Rebuilding green homes in Louisiana
In partnership with the city of Mandeville, La., The Salvation Army initiated a new program – EnviRenew – to grant 25 essential community workers such as teachers, police officers and public works employees $75,000 to build environmentally friendly homes in this area hit hard by Hurricane Katrina.
EnviRenew is already helping people rebuild in the Broadmoor and Riverview neighborhoods on the south shore.
The Mandeville City Council set aside $25,000 to add to the $2 million The Salvation Army has committed to EnviRenew in the city.
Program proponents say they hope the money will make a dent in St. Tammany Parish’s affordable-housing problem. As the costs of both renting and buying a home have risen, workers with modest salaries have sometimes found themselves priced out of the market.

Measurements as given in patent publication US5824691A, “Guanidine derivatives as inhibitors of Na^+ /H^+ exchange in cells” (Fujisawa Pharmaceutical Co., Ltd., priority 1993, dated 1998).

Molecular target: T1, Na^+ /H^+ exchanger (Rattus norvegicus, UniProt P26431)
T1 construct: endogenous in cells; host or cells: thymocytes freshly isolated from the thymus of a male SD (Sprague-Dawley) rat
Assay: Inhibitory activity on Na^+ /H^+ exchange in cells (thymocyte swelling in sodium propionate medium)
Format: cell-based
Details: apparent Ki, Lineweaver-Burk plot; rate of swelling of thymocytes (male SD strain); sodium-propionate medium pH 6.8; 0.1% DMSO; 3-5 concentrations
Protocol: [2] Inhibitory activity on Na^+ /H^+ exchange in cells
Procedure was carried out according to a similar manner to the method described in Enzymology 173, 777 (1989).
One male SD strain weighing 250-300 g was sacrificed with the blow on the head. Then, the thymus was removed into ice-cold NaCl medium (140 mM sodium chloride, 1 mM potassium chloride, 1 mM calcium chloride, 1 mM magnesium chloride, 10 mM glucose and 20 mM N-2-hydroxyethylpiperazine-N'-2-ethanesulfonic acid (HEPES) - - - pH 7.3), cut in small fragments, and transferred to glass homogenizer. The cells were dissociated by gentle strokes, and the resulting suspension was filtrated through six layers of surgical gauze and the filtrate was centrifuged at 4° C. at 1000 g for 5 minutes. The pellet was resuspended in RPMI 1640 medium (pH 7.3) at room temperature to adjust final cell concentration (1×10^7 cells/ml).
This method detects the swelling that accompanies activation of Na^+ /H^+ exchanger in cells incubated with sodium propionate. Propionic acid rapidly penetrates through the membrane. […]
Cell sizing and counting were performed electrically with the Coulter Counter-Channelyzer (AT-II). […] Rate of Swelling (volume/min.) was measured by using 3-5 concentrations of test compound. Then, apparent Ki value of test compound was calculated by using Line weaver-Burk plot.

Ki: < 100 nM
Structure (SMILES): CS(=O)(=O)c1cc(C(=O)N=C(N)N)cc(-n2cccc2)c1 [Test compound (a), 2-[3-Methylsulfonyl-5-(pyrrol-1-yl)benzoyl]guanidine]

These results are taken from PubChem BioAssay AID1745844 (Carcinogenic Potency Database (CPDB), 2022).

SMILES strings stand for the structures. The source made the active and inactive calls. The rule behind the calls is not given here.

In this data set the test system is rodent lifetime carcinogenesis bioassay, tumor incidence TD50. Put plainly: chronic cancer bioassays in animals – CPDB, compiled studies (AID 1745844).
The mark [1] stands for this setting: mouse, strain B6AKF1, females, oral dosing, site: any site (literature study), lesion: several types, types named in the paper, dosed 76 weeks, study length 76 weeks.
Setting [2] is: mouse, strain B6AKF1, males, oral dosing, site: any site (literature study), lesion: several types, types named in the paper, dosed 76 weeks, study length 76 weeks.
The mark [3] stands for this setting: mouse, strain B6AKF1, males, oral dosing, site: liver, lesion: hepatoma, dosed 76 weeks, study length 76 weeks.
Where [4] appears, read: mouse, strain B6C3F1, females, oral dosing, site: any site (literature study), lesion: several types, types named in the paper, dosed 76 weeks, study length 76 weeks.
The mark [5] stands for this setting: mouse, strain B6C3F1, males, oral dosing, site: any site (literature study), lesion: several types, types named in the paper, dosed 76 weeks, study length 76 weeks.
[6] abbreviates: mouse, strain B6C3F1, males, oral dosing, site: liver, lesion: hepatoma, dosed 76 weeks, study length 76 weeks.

“It’s a wonderful, just unbelievable opportunity for 20 to 25 families in Mandeville, ” said Councilwoman Trilby Lenfant.
The cost of building each home, including land acquisition, is expected to be about $200,000. The recipient must obtain a mortgage for the amount not covered by the grant.
The homes will fit in with Mandeville’s architectural character and will be certified according to a rating system known as LEED, for Leadership in Energy and Environmental Design. If possible, each home will be fitted with solar panels to reduce long-term energy costs.
The Tulane Regional Urban Design Center will oversee the planning, beginning with the identification of neighborhoods and sites that might be suitable for EnviRenew houses, and will hold public workshops to present its findings.
The Tulane staff will also design prototype houses, giving future neighbors a chance to comment. The Salvation Army will supply architects, green-building experts, legal consultants and other contractors.
The houses are expected to be complete by mid-2011.
From The Times-Picayune online at nola.com.